Background: New vessel growth is often associated with ischemia, and hypoxic tissue has been identified as a potential source of angiogenic factors. In particular, ischemia is associated with the development of neovascularization in a number of ocular pathologies. For this reason, we have studied the induction of endothelial cell mitogens by hypoxia in retinal cells.
Materials and methods: Human retinal pigment epithelium (hRPE) were grown under normoxic and hypoxic conditions and examined for the production of endothelial mitogens. Northern analysis, biosynthetic labeling and immunoprecipitation, and ELISA were used to assess the levels of vascular endothelial growth factor/vascular permeability factor (VEGF) and basic fibroblast growth factor (bFGF), two endothelial cell mitogens and potent angiogenic factors. Soluble receptors for VEGF were employed as competitive inhibitors to determine the contribution of the growth factor to the hypoxia-stimulated mitogen production.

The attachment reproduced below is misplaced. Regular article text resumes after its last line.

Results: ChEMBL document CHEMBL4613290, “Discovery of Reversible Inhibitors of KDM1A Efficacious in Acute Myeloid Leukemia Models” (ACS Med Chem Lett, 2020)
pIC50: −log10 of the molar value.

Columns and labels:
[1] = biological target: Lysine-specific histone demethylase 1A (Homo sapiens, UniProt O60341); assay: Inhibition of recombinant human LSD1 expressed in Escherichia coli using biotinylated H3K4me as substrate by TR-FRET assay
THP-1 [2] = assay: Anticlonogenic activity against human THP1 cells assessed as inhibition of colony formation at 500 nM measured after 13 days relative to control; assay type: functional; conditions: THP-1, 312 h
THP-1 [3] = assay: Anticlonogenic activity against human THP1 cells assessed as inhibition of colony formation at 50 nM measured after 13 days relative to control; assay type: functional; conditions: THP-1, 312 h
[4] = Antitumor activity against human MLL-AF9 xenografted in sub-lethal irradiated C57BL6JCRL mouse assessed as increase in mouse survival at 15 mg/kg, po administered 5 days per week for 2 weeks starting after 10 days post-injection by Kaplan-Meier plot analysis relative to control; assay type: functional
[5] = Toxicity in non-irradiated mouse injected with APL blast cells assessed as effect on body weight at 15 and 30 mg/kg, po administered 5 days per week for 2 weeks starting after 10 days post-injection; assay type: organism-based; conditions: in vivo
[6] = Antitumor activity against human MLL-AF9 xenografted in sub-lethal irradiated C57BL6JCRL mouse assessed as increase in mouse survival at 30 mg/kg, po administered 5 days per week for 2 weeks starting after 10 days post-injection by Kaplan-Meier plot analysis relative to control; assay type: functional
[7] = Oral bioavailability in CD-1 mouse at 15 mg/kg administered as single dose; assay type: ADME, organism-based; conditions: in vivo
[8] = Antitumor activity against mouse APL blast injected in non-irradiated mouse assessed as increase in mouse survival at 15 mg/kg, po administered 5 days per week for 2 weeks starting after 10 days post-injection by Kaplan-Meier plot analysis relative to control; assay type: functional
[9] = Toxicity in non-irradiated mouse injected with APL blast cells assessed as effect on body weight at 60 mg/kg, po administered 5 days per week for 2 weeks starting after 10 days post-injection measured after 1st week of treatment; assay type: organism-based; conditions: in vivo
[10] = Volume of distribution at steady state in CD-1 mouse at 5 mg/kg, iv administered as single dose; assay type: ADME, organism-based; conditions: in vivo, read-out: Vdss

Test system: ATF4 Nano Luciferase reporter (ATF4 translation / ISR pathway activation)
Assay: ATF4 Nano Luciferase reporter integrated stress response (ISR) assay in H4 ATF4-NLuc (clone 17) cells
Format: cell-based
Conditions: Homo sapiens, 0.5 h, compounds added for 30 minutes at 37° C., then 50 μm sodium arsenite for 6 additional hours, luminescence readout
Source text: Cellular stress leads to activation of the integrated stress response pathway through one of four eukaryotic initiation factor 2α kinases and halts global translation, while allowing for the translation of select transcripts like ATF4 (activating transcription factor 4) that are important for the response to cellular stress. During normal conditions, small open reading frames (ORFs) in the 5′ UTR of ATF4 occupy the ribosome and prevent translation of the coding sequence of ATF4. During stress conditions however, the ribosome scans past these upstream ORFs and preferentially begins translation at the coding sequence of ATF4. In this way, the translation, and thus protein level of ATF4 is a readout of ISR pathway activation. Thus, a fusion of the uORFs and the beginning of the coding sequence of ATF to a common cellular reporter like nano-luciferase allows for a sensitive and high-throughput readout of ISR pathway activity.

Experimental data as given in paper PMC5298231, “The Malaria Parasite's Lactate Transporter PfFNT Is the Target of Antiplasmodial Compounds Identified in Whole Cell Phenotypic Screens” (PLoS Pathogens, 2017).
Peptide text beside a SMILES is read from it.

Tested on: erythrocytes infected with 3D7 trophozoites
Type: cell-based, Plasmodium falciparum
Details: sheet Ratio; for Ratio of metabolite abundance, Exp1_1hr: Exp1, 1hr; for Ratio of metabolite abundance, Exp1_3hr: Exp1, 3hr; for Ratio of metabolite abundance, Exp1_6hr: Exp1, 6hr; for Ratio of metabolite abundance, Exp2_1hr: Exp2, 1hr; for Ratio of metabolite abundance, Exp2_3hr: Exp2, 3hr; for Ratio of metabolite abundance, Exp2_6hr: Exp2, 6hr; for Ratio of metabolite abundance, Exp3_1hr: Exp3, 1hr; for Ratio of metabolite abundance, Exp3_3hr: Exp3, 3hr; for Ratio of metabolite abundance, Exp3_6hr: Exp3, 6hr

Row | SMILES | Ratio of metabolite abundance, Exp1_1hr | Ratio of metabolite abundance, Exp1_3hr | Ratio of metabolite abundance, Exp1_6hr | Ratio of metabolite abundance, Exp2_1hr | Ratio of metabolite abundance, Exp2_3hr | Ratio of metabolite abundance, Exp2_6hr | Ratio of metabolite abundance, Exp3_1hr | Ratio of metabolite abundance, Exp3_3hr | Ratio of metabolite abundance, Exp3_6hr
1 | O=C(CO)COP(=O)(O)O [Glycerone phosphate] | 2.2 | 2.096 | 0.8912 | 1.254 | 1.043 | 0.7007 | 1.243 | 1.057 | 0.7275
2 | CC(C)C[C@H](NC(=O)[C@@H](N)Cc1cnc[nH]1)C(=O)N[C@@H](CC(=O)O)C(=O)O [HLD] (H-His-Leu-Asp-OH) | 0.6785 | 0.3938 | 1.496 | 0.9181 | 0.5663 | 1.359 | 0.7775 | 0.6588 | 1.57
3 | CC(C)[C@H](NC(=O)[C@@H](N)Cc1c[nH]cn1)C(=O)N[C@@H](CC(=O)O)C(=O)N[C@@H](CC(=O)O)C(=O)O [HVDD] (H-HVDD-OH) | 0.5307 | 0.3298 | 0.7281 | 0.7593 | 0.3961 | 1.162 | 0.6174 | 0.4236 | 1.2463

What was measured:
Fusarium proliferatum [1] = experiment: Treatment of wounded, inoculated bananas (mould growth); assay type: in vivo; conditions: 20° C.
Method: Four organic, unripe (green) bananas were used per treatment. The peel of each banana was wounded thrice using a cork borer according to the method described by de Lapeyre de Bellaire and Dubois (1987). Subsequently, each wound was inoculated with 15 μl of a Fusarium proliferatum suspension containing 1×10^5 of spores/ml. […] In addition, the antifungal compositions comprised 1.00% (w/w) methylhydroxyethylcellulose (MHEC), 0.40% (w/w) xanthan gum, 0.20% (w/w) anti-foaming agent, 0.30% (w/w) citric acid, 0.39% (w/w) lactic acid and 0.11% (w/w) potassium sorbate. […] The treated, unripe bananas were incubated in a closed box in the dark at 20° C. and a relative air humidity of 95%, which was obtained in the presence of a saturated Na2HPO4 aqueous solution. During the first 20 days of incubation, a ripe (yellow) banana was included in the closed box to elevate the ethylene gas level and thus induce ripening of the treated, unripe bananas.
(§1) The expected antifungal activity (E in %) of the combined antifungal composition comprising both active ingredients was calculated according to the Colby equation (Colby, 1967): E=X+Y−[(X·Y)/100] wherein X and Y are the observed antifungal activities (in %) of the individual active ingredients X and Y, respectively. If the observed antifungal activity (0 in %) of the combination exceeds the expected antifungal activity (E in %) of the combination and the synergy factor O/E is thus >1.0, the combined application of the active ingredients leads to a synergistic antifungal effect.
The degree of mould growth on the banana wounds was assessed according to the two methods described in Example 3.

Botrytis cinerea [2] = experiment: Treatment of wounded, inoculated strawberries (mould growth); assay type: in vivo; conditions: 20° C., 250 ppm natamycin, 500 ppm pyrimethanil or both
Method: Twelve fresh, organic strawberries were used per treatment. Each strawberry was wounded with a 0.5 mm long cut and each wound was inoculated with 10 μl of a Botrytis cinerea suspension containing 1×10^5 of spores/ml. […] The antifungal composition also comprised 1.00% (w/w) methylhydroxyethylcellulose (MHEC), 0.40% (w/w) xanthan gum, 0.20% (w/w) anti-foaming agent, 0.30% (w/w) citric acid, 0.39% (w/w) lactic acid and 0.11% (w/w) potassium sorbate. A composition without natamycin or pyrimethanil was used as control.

Results: Following 6-24 hr of hypoxia, confluent and growing cultures of hRPE increase their levels of VEGF mRNA and protein synthesis. Biosynthetic labeling studies and RT-PCR analysis indicate that the cells secrete VEGF121 and VEGF165, the soluble forms of the angiogenic factor. In contrast, hRPE cultured under hypoxic conditions show reduced steady-state levels of basic fibroblast growth factor (bFGF) mRNA and decreased bFGF protein synthesis. Unlike VEGF, bFGF is not found in conditioned media of hRPE following 24 hr of hypoxia. Using a soluble high-affinity VEGF receptor as a competitive inhibitor of VEGF, we demonstrate that a VEGF-like activity is the sole hypoxia-inducible endothelial mitogen produced by cultured hRPE.
Conclusions: From this comparison we conclude that hRPE do not respond to hypoxia with a general, nonspecific increase in the overall levels of growth factors, as is seen during cell wounding responses or serum stimulation. The physiological relevance of data from this in vitro model are affirmed by separate studies in an animal model of retinal ischemia-induced ocular neovascularization (1) in which retina-derived VEGF levels have been shown to correlate spatio-temporally with the onset of angiogenesis. Taken together, these data support the hypothesis that the induction of VEGF by hypoxia mediates the rapid, initial angiogenic response to retinal ischemia.